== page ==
# CS3000: Grading, Policies, Logistics

**Assessment Philosophy and Grading Scheme details**

The goal of this course is to build a foundation in some of the most common algorithmic paradigms and to improve general algorithmic problem solving skills. Grading is tangential to this goal and a misplaced focus on grading can in fact hinder learning. The assessment methodology described below is aimed to incentivize learning and remove focus from grades.

We hope that the student's focus stays on the feedback that is provided for their solutions rather than a grade value. We will only be assessing whether a solution is correct and clear. As long as the ideas are accurate and are clearly expressed the solution is deemed satisfactory. This will be the basis of all assessments and your solutions' similarity to an "illusory, imaginary, ideal, instructor solution" is immaterial.

- Every problem is assessed on how satisfactorily the solution meets correctness+clarity standards/problem specific requirements. This is translated into a grade letter/numerical value as described in the table below. Basically A, B, C, D, F are 4, 3, 2, 1, 0 and adding/subtracting 0.333 from these will give the \(\pm\) variants of the letter grades.
- Usually the feedback for individual problems is one of
*completely satisfactory*,*nearly satisfactory*,*somewhat satisfactory*or*unsatisfactory*. These are equivalent to a numerical score of 4, 3, 2, and 0 (or the corresponding letters as in the table below). - For smaller/easier problems we may limit the assessment to distinguishing between satisfactory vs. unsatisfactory. That is, you either get 4 or get 0. Either the solution is correct or it is incorrect and there are no partial credits.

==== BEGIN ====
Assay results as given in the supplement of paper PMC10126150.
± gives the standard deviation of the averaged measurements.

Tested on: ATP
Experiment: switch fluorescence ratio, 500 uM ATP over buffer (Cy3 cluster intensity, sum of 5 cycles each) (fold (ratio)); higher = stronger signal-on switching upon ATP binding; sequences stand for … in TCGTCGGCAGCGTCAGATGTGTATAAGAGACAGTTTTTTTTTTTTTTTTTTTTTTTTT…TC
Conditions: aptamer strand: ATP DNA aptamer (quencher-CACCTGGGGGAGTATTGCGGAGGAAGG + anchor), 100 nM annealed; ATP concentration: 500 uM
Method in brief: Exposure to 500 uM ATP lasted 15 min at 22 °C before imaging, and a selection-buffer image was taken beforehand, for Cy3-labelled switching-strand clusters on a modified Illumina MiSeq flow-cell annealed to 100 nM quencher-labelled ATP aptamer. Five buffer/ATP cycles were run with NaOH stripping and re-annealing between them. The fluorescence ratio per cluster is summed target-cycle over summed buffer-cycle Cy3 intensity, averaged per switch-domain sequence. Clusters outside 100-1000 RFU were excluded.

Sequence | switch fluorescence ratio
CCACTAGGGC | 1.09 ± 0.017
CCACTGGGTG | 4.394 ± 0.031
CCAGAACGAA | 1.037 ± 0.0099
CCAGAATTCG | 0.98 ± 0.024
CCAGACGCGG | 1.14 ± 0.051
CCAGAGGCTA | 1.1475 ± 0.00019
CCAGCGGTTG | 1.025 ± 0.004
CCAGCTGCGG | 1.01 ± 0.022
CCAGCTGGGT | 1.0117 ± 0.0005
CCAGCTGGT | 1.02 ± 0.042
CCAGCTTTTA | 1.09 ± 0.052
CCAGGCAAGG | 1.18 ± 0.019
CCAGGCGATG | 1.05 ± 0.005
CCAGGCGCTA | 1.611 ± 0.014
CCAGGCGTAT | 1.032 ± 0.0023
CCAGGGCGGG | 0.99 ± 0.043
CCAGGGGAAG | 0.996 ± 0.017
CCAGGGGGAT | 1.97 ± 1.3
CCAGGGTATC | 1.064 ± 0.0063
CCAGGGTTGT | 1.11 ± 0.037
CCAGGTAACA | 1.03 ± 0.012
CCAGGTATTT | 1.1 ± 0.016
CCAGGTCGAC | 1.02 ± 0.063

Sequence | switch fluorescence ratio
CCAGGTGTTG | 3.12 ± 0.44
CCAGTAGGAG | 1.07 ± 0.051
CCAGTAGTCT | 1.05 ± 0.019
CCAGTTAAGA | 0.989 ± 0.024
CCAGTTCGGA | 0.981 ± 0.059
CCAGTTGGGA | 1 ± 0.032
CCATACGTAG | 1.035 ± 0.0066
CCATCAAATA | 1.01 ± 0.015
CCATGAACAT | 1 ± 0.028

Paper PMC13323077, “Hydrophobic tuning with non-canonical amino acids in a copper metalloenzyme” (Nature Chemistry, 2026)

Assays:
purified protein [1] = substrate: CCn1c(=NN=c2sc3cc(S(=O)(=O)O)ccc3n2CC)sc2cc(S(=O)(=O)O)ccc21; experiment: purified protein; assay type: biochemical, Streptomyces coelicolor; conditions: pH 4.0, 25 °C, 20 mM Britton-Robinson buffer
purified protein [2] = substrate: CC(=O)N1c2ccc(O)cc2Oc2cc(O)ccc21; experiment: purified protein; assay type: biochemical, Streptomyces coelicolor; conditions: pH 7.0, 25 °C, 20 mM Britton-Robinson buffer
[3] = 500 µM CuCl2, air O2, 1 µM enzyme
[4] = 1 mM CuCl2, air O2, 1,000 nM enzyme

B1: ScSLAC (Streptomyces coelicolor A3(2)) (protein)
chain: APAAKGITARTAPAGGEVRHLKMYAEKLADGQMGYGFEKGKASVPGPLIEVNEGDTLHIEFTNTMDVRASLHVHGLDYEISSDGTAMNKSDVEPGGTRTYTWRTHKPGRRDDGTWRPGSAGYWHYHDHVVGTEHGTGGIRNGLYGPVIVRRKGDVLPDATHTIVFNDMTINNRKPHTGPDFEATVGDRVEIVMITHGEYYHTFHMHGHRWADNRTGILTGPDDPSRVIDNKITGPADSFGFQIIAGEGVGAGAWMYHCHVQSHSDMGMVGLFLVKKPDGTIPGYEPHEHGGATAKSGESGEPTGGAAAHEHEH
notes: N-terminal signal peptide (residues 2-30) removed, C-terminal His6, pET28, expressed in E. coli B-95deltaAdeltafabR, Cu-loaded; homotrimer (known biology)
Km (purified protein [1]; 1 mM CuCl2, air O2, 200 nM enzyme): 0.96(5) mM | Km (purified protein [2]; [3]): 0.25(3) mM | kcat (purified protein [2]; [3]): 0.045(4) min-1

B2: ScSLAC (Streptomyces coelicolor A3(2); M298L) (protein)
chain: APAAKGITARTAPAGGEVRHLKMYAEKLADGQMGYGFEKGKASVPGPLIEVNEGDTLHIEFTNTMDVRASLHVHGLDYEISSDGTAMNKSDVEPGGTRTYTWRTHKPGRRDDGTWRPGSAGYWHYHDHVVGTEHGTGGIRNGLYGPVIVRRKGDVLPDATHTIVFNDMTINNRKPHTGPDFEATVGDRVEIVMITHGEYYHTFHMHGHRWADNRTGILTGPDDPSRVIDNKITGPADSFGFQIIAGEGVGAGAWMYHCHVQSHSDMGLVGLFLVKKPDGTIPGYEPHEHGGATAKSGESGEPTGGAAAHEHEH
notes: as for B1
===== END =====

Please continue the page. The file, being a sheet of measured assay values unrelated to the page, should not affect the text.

- How the letter grade/numerical value for a particular collection of problems (a quiz/a problem set/an exam) is calculated will be specified separately for each such collection. This will be some slight variation on: sum of numerical values divided by number of problems. Sometimes it is easier to describe this using thresholds (see quizzes section below for an example).
- The numerical score of a quiz/problem set/exam might use further demarcations (as in the table). So 3.25 will become 3.333/B+ (and not 3/B) while 3.7 will become 3.667/A- (and not 4/A).
- The numerical scores for all quizzes/problem sets/exams will be averaged to get a numerical value/letter grade for those categories (you may receive 4/A based on quizzes but a 3.333/B+ based on problem sets). Finally, a weighted average will determine the course grade (see section below for the weights).
- Your focus should be on the feedback provided for a solution. We will endeavor to provide detailed constructive feedback so that the student can utilize it to improve their skills. You should use the feedback along with provided solutions to determine any gaps in your understanding and revise relevant topics.

**Buzzword vomit:** One major source of grading fatigue on the part of TAs and the instructor are the long-winded (and incorrect) essays that are sometimes provided as solutions. The grader is required to read through and try to comprehend these to see if there is any semblance of sense which can be rewarded with points which is quite a draining process since it may not be clear until most of the solution is understood whether such an algorithm/idea would work or not.

If you do not know how to solve something, then explain what the problem asks for (in your own words) and how far you got (what is your first instinct approach, where you got stuck, what do you need to know to proceed, etc.). Doing this instead of ~~word vomit~~ an essay is the least consideration you can show to everyone grading.

The approach above (if done clearly) will receive a *somewhat satisfactory* grade unlike the ~~word vomit~~ essay approach which will *always* result in an *unsatisfactory*. With this:

- We hope to encourage and cultivate meta-awareness/meta-cognition of one's level of understanding.
- Make the lives of TAs and the instructor easier. This will allow us more time to provide more detailed constructive feedback which is more useful from a pedagogical standpoint.